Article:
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# DBus and GVariant

Since the variant format is foundational to DBus, there are two things you should take note of:

  1. Whether it's a method, property or signal the GVariant will always be a tuple (()).

  2. There is no null type supported in DBusopen in new window, so you have to use either empty types or another alternative.

Below are a few example of working with GLib.Variant with DBus:

const {GLib, Gio} = imports.gi.GLib;


// This method takes three arguments. Remember that JavaScript has no tuple
// type so we're using an Array instead.
const parameters = new GLib.Variant('(ssa{sv})', [
    'some-extension@someone.github.io',
    '',
    new GLib.Variant('a{sv}', {}),
]);

// This method has no return value, so the reply variant will be an empty tuple.
// You can also use this pattern to workaround the lack of `null` type in DBus.
const emptyReply = Gio.DBus.session.call_sync(
    'org.gnome.Shell',
    '/org/gnome/Shell',
    'org.gnome.Shell.Extensions',
    'OpenExtensionPrefs',
    parameters, // The method arguments
    null,       // The expected reply type
    Gio.DBusCallFlags.NONE,
    -1,
    null
);


// This method takes no arguments. For convenience you can pass `null` instead
// of an empty tuple.
//
// This method returns a value. You may pass `GLib.VariantType` if you want the
// return value automatically type-checked.
const reply = Gio.DBus.session.call_sync(
    'org.gnome.Shell',
    '/org/gnome/Shell',
    'org.gnome.Shell.Extensions',
    'ListExtensions',
    null,                                // The method arguments
    new GLib.VariantType('(a{sa{sv}})'), // The expected reply type
    Gio.DBusCallFlags.NONE,
    -1,
    null
);

// We know the first and only child of the tuple is the actual return value
const value = reply.get_child_value(0);

// Now we can unpack our value
const extensions = value.recursiveUnpack();
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# GSettings and GVariant

GVariant is the storage and data exchange format for GSettingsopen in new window. Applications in Flatpak will typically use keyfiles with values serialized to string, while others use dconf which serialize to a binary format.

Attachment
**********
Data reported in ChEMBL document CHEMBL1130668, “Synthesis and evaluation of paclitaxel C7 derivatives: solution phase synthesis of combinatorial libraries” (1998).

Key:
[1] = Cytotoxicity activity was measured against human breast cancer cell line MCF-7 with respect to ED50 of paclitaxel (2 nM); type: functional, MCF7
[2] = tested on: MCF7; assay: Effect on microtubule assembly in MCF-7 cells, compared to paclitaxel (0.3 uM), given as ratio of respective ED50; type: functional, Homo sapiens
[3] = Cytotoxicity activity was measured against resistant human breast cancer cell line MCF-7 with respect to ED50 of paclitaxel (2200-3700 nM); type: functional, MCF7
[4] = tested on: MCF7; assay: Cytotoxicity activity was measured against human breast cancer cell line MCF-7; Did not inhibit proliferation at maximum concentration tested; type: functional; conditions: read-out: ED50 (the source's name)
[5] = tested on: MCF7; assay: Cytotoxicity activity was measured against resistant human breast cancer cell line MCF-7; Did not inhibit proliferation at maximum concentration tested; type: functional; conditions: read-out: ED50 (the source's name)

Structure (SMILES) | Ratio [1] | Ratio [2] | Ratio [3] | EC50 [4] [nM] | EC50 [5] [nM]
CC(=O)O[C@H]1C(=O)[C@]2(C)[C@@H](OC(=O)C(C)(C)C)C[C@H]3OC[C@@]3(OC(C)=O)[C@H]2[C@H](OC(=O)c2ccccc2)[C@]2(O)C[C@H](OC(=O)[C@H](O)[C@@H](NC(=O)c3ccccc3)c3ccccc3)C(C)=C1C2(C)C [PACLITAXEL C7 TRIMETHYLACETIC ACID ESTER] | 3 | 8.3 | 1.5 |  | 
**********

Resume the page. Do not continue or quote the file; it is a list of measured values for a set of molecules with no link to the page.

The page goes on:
The GLib.VariantTypeopen in new window for each GSetting is declared in the GSettingsSchema file:

<?xml version="1.0" encoding="utf-8"?>
<schemalist>
  <schema path="/guide/gjs/gvariant/" id="guide.gjs.GVariant">

    <!-- Simple types are most common in GSettings -->
    <key name="boolean-setting" type="b">
      <default>true</default>
    </key>

    <!-- Notice default values are in the GVariant Text format -->
    <key name="string-setting" type="s">
      <default>"default string"</default>
    </key>
    
    <key name="strv-setting" type="as">
      <default>["one", "two"]</default>
    </key>

    <!-- More complex types are possible, but rare -->
    <key name="complex-setting" type="(sasa{sa{sv}})">
      <default>("", [], {})</default>
    </key>
  </schema>
</schemalist>
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Gio.Settings objects have convenient functions for unpacking and retrieving common value types, while the rest can be handled manually:

const {GLib, Gio} = imports.gi.GLib;


const settings = new Gio.Settings({schema_id: 'guide.gjs.GVariant'});

// Simple types are easy to work with
const boolValue = settings.get_boolean('boolean-setting');
settings.set_boolean('boolean-setting', !boolValue);

const stringValue = settings.get_string('string-setting');
settings.set_string('string-setting', 'a different string');

const strvValue = settings.get_strv('strv-setting');
settings.set_strv('strv-setting', strvValue.concat('three'));

// Complex types can be handled manually
const complexVariant = settings.get_value('complex-setting');
const complexValue = complexVariant.recursiveUnpack();

const newComplexValue = GLib.Variant('(sasa{sa{sv}})', [
    '',
    [],
    {},
]);
settings.set_value('complex-setting', newComplexValue);
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# See also

Last Updated: 7/7/2021, 3:08:32 AM